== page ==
Protecting Ground Systems is Snot Hard
[August 2019] In an article from 2008, Jay White described a tactic to reduce copper theft by using a transparent, bio-degradable product he called “Glue,” which, when applied, essentially cemented together the soil particles around the ground system.
Several readers wrote or called for more information, so we decided to ask Jay to give us some more specifics. He did.
As with the previous article, we felt that bringing this back 10 years later was a good idea.
Do you need to protect your ground radials in soft soils and/or sand?
If so, I would recommend that you try some Gorilla Snot (www.gorilla-snot.com). Or perhaps Rhino Snot (www.envirotac.com). Or one of the several other trade-named products for which contractors simply call “Glue.” You can follow the links for more information.
After my previous article, telling the tale of how we got there, many of you were interested in finding out more information about these soil fixatives.
In January of 2007, about half of the ground system for Morris’ owned KNWQ-AM in Palm Springs, California was stolen.
The thieves did not have to work too hard at it. At the time, it was an easy operation for them to find a radial in the sand and just pull it up. Using hooks and trucks, it took just over a half an hour to remove the radials from two towers. A repetition was not desirable.
We needed to protect our new ground system after installation, and the best solution seemed to be deterring further theft by making the radials more difficult to steal. The theory was that if a thief has to work too hard to retrieve their reward, they just will not bother.
I took some time to learn about soil stabilization and fixatives from a local contractor, and was convinced that if we applied the right product thickly enough, it could probably do a good job of sealing the ground system into the ground. A pick and shovel would need to be used along the length of the radial to unbury it – something that should discourage most thieves.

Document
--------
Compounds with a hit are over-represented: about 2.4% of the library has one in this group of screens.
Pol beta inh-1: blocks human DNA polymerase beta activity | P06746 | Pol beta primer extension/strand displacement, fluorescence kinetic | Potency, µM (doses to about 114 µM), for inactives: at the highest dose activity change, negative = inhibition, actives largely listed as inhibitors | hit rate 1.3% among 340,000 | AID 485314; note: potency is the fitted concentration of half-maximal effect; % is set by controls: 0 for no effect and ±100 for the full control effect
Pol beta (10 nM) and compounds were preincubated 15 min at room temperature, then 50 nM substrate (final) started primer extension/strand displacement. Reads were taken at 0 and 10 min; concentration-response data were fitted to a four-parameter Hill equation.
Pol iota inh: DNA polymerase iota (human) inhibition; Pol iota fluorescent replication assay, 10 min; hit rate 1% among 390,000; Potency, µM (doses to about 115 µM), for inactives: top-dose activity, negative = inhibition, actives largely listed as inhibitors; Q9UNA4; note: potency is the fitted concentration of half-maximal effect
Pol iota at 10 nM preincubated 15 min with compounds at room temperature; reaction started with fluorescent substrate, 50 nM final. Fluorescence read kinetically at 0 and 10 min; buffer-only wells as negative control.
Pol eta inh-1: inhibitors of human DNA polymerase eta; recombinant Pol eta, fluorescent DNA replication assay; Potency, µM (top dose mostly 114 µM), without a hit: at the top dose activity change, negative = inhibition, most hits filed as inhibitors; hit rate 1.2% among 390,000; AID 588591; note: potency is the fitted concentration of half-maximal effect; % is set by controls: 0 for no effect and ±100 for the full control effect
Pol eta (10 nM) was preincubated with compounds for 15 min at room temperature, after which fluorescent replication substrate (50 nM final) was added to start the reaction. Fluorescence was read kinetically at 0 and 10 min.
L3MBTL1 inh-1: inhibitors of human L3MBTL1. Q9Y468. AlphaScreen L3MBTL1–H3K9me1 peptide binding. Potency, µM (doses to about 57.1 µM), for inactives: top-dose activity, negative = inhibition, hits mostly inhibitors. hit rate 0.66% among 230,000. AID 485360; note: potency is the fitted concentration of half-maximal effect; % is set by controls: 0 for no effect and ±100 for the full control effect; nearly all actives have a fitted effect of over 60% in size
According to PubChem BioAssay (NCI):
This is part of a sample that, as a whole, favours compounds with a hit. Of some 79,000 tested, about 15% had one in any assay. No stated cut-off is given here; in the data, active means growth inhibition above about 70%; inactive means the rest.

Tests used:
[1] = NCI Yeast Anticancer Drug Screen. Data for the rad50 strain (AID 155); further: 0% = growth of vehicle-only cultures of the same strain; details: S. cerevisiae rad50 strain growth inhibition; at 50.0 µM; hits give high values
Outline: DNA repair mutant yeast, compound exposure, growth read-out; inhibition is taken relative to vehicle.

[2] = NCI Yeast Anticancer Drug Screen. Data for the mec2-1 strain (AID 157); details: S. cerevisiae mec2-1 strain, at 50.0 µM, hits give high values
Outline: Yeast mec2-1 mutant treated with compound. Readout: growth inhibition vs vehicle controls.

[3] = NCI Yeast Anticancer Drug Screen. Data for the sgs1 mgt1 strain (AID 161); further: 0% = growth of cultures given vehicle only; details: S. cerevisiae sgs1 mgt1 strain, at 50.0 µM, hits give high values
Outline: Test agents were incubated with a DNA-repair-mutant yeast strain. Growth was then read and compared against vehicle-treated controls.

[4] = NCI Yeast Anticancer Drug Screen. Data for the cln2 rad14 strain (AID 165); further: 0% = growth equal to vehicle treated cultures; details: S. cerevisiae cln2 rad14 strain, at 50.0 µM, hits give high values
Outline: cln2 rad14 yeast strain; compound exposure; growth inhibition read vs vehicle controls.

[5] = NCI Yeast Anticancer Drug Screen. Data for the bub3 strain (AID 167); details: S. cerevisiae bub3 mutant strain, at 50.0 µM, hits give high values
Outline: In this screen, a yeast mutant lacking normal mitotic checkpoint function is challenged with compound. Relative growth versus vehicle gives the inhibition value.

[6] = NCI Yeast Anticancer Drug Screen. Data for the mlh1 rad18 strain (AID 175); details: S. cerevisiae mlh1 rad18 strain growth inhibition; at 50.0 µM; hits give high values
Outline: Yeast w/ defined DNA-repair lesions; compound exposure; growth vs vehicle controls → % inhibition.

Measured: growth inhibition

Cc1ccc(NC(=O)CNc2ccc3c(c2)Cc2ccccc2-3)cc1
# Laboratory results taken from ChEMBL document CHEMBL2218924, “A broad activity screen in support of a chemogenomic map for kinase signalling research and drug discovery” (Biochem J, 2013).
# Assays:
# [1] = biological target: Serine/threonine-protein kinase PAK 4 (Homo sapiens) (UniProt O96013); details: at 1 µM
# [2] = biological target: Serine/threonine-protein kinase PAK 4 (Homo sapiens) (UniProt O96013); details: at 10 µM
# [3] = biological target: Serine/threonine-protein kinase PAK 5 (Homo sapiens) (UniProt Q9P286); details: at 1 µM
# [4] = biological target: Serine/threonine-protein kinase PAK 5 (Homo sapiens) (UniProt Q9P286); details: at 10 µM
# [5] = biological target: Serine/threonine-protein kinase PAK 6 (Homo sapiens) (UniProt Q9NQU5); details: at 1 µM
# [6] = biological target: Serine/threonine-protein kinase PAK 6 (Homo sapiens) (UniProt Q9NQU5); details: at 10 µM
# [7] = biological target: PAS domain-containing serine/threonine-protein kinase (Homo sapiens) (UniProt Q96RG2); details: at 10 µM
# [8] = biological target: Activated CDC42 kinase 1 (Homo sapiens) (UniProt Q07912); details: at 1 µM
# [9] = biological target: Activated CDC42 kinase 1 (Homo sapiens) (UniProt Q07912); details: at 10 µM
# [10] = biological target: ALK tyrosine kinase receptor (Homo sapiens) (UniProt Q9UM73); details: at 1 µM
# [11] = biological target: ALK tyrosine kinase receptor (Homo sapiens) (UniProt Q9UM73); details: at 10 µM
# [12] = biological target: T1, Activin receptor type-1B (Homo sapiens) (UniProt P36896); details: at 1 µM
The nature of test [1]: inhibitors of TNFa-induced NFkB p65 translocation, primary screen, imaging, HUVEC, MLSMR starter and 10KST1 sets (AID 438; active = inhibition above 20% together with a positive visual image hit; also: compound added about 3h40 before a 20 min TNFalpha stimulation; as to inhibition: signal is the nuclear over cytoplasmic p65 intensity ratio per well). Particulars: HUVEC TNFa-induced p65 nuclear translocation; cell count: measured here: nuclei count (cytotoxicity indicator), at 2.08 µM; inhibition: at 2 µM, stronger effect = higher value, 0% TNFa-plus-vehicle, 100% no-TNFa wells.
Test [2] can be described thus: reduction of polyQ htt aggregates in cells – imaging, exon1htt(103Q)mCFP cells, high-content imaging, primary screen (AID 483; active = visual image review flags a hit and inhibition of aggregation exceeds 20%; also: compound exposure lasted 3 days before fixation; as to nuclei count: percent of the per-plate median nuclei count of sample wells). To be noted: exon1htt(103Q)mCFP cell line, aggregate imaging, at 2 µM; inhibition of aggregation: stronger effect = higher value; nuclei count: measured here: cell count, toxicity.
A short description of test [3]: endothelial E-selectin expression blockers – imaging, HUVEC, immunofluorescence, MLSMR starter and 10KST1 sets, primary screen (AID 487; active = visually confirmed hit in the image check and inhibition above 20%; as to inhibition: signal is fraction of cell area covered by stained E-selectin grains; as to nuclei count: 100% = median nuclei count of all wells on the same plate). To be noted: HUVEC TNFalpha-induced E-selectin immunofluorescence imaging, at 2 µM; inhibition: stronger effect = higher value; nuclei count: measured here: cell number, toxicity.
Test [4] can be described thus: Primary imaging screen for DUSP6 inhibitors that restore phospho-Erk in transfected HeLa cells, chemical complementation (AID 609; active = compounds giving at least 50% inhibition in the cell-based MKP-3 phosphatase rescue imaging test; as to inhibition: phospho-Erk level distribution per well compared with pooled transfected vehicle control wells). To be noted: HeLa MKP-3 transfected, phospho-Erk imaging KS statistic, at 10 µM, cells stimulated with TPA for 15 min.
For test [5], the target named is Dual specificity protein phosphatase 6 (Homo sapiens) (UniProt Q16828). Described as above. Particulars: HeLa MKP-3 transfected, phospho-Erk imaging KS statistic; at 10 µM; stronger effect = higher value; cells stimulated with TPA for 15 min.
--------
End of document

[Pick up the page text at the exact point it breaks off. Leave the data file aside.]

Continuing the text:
In addition to the theft problem, KNWQ is located in an area where winds are constant.
Those of you who deal with this sort of situation, know there is really no easy way to keep up with the wind erosion. Eventually, the radials start to “emerge” from the ground and become a problem – not the least of which is becoming an “attractive nuisance.”
We did try installing a fence around the site to preclude off-road access to the site by the general public (the main concern was someone being hurt on the property) so as to protect the ground system from damage. Nevertheless, the wind continued to expose a number of ground radials around a couple of the towers.
What It Is
During my research, I found several sites like www.Gorilla-Snot.com.
That site describes their product as “a polymer-based emulsion used primarily to stabilize all soils from dust and erosion. It is specifically engineered for ease of use for large commercial projects down to smaller residential applications. It can be as simple to apply as watering the ground.
“Furthermore, Gorilla-Snot is designed to work its way down into the soil to maximize the penetration depth. The result is a thicker protective barrier with a more rigid and stable base.”
While easy application is important, it is the “staying power” that is of special concern to us broadcast engineers, in order to protect the radials in the ground system.
The Web site continues: “Once cured, Gorilla-Snot becomes completely transparent, leaving the natural landscape to appear untouched.
“Gorilla-Snot results are based on the application rate used. Modest applications can create a light temporary surface crust that is permeable by water and is useful for dust control needs.
“On the other hand, heavy applications can generate results similar to the qualities of cement. Most importantly, Gorilla-Snot is a truly biodegrade-able product that is completely environmentally safe to use.”
Results of Application
Application was accomplished at the KNWQ site in one long day using a water truck and spray canon.
The product was applied thicker closer to the tower and less thick farther out.
It hardened in about a day. Afterward one can actually walk on top of the sand.
We did an inspection of the site after KNWQ’s soils fixative had been in place for about a year. Since, after curing, the sand was essentially one huge slab, there has been no wind erosion.
A heavy rain that fell over the following winter did nothing to the surface. This is because, once cured, the product is no longer water soluble and therefore will not wash away nor dissipate.
All in all, the site looked like it did the day they finished applying the stabilizer and also appeared to be good for weed abatement.
More importantly, the new ground system was still intact.
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A veteran broadcast engineer for nearly 40 years, Jay White is the Engineering Manager for Townsquare Media in the Tri-Cities and Yakima Washington markets.
You can contact Jay at: